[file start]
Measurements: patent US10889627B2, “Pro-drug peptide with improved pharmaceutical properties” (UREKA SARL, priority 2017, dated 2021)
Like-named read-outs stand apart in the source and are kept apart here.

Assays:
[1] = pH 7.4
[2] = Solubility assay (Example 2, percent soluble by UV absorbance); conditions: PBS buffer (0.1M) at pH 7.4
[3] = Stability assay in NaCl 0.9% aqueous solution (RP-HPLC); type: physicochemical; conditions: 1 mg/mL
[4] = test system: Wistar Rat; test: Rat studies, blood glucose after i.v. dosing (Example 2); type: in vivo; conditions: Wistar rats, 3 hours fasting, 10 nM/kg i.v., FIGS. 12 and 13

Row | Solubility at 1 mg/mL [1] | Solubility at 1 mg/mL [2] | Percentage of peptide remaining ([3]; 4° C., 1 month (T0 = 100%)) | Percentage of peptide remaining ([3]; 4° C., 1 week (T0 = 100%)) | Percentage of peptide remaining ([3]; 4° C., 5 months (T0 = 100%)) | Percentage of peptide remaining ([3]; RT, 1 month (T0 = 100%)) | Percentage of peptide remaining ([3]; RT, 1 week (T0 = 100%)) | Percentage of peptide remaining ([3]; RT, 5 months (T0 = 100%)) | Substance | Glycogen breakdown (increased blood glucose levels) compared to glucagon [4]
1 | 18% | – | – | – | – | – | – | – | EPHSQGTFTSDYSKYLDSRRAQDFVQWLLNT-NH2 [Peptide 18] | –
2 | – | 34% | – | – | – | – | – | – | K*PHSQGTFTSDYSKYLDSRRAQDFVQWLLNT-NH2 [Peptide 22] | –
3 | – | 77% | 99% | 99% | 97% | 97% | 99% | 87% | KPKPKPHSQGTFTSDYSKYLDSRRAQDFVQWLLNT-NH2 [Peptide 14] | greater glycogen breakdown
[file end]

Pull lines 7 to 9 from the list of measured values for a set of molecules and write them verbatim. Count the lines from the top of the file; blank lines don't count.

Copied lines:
[4] = test system: Wistar Rat; test: Rat studies, blood glucose after i.v. dosing (Example 2); type: in vivo; conditions: Wistar rats, 3 hours fasting, 10 nM/kg i.v., FIGS. 12 and 13

Row | Solubility at 1 mg/mL [1] | Solubility at 1 mg/mL [2] | Percentage of peptide remaining ([3]; 4° C., 1 month (T0 = 100%)) | Percentage of peptide remaining ([3]; 4° C., 1 week (T0 = 100%)) | Percentage of peptide remaining ([3]; 4° C., 5 months (T0 = 100%)) | Percentage of peptide remaining ([3]; RT, 1 month (T0 = 100%)) | Percentage of peptide remaining ([3]; RT, 1 week (T0 = 100%)) | Percentage of peptide remaining ([3]; RT, 5 months (T0 = 100%)) | Substance | Glycogen breakdown (increased blood glucose levels) compared to glucagon [4]
1 | 18% | – | – | – | – | – | – | – | EPHSQGTFTSDYSKYLDSRRAQDFVQWLLNT-NH2 [Peptide 18] | –